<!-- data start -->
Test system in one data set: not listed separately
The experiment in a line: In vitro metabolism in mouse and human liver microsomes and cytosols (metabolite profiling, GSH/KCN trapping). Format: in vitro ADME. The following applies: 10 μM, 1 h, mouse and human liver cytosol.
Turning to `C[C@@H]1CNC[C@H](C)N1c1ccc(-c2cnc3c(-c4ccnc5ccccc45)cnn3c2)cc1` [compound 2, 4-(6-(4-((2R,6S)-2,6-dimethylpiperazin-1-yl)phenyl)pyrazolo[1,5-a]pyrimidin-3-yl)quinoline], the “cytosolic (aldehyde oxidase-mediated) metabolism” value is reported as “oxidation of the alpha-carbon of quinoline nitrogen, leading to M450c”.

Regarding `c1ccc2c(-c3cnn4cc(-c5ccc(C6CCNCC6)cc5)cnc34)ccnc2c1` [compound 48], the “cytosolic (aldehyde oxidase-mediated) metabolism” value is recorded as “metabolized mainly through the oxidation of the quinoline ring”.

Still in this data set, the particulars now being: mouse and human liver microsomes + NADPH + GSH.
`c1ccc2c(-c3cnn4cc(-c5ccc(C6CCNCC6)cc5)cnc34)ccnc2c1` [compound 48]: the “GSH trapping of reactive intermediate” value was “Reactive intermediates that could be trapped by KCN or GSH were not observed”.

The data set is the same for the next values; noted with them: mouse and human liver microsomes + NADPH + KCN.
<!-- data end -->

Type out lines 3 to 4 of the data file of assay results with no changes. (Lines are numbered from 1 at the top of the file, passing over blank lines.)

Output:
Turning to `C[C@@H]1CNC[C@H](C)N1c1ccc(-c2cnc3c(-c4ccnc5ccccc45)cnn3c2)cc1` [compound 2, 4-(6-(4-((2R,6S)-2,6-dimethylpiperazin-1-yl)phenyl)pyrazolo[1,5-a]pyrimidin-3-yl)quinoline], the “cytosolic (aldehyde oxidase-mediated) metabolism” value is reported as “oxidation of the alpha-carbon of quinoline nitrogen, leading to M450c”.

Regarding `c1ccc2c(-c3cnn4cc(-c5ccc(C6CCNCC6)cc5)cnc34)ccnc2c1` [compound 48], the “cytosolic (aldehyde oxidase-mediated) metabolism” value is recorded as “metabolized mainly through the oxidation of the quinoline ring”.